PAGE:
Why do consumers keep falling for fake fares and rates?
Andrew Taylor would like to know because he’s one of the travelers who keeps getting suckered by what’s called drip pricing. That’s where he finds a low price on an airline ticket, car rental, or hotel room. Then, once he starts the booking process, the cost rises until he reaches the final screen.
But he buys the ticket anyway.
“I think many of us know that the given price on an advertisement will never actually be the real price,” he says. “We’re just naturally drawn to a low price and work through the process to discover the real price.”
Taylor should know better. He runs a Suffolk, England, legal services company that specializes in creating clearly worded “gotcha-free” contracts. But he says he doesn’t want to go through the trouble of finding a more honest price.
Does deceptive pricing really “work”?
Travel sites are drip pricing when they advertise a basic price and then add mandatory charges and taxes after the booking is underway. Drip pricing typically raises the final cost of a purchase by 20 percent or more. It happens outside of the travel industry as well.
The practice is becoming familiar because of hotel resort fees, which are added after the initial price quote but before the stay is booked. These extra charges, widely reviled by travelers, are a significant source of hotel revenue and the subject of proposed congressional legislation and lawsuits by two state attorneys general.
“Companies do it for a reason,” says Jeffrey Galak, associate professor of marketing at Carnegie Mellon University’s Tepper School of Business. “It works.”
Why? It turns out that people are hard-wired to fall for drip pricing. But there are ways of short-circuiting that instinct when you book travel.
What does a basic price have to do with it?
Experts say travel companies use low basic prices to grab your attention online. Consumers often use online sites that let them make comparisons, such as Kayak.com. Price is the top search criterion on those sites, so it’s in the airline’s or hotel’s best interest to offer the lowest rate — at least initially.
The basic price is what psychologists call an “anchor.” “It’s a conceptual foundation to which all subsequent prices will be compared,” says Jennifer Talarico, a psychology professor at Lafayette College in Easton, Pa. Most subsequent increases are seen in relation to that initial price.
“Most folks will think it’s only a little bit more than what they’ve already internally committed to paying,” she says.
If you draw travelers in with a low basic price, they may develop a psychological attachment to the fare or rate, experts say.
“They get excited about the offer,” says Abir Syed, an accountant from Montreal, who has fallen for drip pricing and seen the effects of aggressive pricing on a company’s bottom line. “They might start researching a beautiful hotel that seemed like it was in their budget, and they’ll begin picturing themselves at the wonderful resort and think about how much fun they’ll have.”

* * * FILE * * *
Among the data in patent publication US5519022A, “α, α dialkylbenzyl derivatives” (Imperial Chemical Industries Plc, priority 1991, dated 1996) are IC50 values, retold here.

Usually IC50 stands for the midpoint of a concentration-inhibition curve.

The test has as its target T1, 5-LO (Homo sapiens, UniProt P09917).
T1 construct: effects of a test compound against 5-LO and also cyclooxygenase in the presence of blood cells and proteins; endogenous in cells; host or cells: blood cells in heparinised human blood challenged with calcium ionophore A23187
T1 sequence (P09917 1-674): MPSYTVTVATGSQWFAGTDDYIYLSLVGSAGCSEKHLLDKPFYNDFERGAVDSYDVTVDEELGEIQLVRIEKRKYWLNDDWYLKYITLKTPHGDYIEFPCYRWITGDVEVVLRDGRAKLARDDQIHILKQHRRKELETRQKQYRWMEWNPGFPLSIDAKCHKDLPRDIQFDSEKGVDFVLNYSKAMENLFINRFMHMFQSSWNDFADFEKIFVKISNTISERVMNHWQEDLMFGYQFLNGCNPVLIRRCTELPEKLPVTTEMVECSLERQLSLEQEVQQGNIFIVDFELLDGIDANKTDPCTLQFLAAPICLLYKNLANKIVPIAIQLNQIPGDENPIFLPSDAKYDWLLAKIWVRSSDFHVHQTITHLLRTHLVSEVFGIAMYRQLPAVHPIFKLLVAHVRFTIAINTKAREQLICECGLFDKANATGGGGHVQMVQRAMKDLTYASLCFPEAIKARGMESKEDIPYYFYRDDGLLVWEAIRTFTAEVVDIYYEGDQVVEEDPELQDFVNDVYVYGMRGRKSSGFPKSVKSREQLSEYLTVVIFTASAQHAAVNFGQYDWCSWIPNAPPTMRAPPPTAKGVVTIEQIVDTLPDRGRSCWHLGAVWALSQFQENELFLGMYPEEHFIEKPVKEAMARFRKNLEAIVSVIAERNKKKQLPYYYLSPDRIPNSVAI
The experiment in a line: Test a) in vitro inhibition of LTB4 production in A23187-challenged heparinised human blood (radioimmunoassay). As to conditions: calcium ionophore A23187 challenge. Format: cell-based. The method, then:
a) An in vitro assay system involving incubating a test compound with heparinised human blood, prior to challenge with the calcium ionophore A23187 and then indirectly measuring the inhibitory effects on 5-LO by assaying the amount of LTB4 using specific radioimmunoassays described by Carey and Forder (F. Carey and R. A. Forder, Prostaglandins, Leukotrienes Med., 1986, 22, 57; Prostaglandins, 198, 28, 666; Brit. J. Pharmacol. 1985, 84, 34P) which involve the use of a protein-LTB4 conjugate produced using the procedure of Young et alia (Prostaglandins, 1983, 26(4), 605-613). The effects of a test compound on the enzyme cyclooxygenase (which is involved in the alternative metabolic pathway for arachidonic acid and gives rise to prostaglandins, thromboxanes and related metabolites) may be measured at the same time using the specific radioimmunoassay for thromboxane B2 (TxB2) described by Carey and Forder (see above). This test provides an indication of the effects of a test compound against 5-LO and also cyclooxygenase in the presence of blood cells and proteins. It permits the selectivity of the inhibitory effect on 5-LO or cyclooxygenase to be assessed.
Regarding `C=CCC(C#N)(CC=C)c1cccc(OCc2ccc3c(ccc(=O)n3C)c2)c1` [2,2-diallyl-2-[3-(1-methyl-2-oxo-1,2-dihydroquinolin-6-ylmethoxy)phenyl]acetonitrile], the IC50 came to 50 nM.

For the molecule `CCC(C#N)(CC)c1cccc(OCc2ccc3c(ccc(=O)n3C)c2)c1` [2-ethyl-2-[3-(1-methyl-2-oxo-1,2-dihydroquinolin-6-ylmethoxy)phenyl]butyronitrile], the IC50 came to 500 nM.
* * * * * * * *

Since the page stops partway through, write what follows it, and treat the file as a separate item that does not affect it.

When they get to the final price, they have a bias to book the stay. After all, they can already picture themselves at the hotel.
Booking through online travel sites makes the process more complicated
It gets more complicated when other parties are involved in the decision. If you’ve told your wife, husband, or parents that you’re going to stay at a resort — and they’ve started to get excited about it — how do you tell them that you’re not going?
Answer: You don’t. You make another calculation. What’s more disagreeable: the 20 or 30 percent markup or the grief you’ll get when you break the bad news to them?
It’s also a hassle to abandon the booking and start again. Travel companies know that. In fact, they’re counting on you just wanting to finish the reservation and be done with it.
Playing up the scarcity or urgency around the sale can also motivate consumers to buy. You see it on websites that say things like, “Only three rooms left for your dates.” An especially blatant example is the use of a countdown timer by some sites to tell you how long you have until the “deal” expires.
Finally, deceptive pricing works because people have stopped complaining about it. Jim Jachimiak, a hotel sales director from Toledo, says a manager at a resort hotel he worked for said it best — something like this: “We could raise our resort fee and risk the feedback from the few to collect the money from the many.”
Can we end deceptive pricing?
All of which brings us to this question: What will it take to change this dishonest sales practice? You could complain to my nonprofit consumer advocacy site. Abandoning a booking when you see drip pricing would also be a good start. You can also avoid the worst areas for drip pricing — Las Vegas casino hotels and resort hotels in Orlando and Miami are among them.
Ultimately, though, drip pricing requires stricter government regulation. In Australia, for example, businesses have to disclose the full price at the beginning of the purchase. Consumers can report violations to the Australian Competition and Consumer Commission, which can take enforcement action.
The US Federal Trade Commission may be able to require an inclusive price the way Australia does. Until it does, drip pricing will get worse until we are all soaked.
Christopher Elliott is the founder of Elliott Advocacy, a 501(c)(3) nonprofit organization that empowers consumers to solve their problems and helps those who can’t. He’s the author of numerous books on consumer advocacy and writes weekly columns for King Features Syndicate, USA Today, and the Washington Post. If you have a consumer problem you can’t solve, contact him directly through his advocacy website. You can also follow him on Twitter, Facebook, and LinkedIn, or sign up for his daily newsletter. Read more of Christopher’s articles here.